The pear-shaped body rising from a round convex base to a tall cylindric neck with a small opening, masterfully painted with three running mythical beasts, a bixie, a buddhist lion and a deer, implying power, avoidance of evil spirits and nobility, in soft copper-red silhouettes, their eyes dramatically picked out in underglaze blue.
The use of copper-red at Jingdezhen was revived under the Kangxi Emperor after the decline in its usage after the 15th century in his quest to reproduce classic Ming porcelain designs. The high level of technical knowledge of the potters is evident in their ability to control the temperamental copper-red pigment to produce finely painted and fired wares. The present vase is an outstanding example for this ability as the simple yet skillfully applied brush strokes, in which the three mythical animals have been executed, are still clearly visible.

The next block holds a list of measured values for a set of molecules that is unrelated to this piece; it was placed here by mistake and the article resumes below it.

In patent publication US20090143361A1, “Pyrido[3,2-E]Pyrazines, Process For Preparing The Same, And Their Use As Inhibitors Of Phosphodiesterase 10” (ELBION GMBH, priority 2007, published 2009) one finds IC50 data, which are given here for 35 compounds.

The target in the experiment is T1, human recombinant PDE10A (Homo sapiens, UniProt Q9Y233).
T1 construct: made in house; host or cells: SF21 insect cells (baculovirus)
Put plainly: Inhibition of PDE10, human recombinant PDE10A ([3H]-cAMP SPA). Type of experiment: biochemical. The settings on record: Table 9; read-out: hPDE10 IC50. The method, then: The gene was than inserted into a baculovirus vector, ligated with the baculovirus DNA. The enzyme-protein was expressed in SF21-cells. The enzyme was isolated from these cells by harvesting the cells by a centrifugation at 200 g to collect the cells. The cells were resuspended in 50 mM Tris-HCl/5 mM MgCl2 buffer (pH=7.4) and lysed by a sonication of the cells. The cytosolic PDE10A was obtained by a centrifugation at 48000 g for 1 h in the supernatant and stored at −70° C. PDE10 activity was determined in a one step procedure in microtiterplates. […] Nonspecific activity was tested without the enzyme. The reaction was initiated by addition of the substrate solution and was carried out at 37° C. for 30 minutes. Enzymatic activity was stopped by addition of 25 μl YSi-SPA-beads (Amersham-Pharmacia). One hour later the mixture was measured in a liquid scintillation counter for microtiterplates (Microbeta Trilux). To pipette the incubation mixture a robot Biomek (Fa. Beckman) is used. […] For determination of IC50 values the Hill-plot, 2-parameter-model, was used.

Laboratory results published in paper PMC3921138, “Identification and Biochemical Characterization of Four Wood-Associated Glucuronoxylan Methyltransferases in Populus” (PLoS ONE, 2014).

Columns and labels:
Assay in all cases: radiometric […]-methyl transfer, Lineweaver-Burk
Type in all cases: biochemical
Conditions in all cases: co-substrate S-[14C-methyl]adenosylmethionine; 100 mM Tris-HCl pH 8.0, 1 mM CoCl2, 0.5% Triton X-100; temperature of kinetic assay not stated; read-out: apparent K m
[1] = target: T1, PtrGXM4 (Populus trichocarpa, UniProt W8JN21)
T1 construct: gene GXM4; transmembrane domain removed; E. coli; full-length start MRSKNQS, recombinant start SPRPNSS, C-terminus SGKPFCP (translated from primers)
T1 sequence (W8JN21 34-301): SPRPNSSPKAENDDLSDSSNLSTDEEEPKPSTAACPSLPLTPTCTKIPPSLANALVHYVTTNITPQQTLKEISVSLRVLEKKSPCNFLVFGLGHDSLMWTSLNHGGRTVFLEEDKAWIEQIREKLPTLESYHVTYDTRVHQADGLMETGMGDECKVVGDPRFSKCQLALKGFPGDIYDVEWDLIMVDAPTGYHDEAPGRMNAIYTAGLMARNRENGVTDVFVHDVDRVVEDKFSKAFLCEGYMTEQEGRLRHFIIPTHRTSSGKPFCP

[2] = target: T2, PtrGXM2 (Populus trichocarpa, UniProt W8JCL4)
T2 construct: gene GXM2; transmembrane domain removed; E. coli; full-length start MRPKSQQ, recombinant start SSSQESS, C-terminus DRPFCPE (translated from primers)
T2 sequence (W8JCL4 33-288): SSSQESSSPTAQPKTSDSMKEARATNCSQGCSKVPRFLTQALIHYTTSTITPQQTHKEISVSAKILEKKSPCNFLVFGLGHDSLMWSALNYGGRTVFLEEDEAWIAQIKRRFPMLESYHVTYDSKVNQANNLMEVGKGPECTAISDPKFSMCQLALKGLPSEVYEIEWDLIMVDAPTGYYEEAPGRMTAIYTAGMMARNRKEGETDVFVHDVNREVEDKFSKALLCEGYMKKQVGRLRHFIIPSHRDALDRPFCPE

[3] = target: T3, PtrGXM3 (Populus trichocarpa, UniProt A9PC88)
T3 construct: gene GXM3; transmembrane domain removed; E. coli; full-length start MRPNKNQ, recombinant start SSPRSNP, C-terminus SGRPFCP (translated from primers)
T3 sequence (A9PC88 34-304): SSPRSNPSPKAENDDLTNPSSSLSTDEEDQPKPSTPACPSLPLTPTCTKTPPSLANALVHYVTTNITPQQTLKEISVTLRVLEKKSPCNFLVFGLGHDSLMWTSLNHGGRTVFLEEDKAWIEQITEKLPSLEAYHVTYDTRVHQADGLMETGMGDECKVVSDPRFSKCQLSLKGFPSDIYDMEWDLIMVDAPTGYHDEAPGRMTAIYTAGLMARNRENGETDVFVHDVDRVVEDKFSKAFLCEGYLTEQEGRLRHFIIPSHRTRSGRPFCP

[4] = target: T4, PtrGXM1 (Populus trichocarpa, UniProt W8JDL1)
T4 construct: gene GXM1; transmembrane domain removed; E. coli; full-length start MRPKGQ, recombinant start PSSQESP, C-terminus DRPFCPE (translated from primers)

Shape: Bottle vase
Weight: 2478 grams
Dimensions: Height 48,5 cm
Condition: Perfect condition
Provenance: Austrian private collection
Literature comparison: See also smaller vases of this type, such as one in the Shanghai Museum, Shanghai, illustrated in Kangxi Porcelain Wares from the Shanghai Museum Collection, Hong Kong, 1998, pl. 79; another included in the exhibition The Wonders of the Potter’s Palette. Qing Ceramics from the Collection of the Hong Kong Museum of Art, Hong Kong Museum of Art, Hong Kong, 1984, catalogue number 9.
Auction result comparison: IMPORTANT CHINESE ART. Sotheby’s, 09 NOVEMBER 2016, LONDON, lot 144. Fine Chinese Ceramics and Works of Art. Christies, London, 11 May 2010, lot 245. (both for related vases)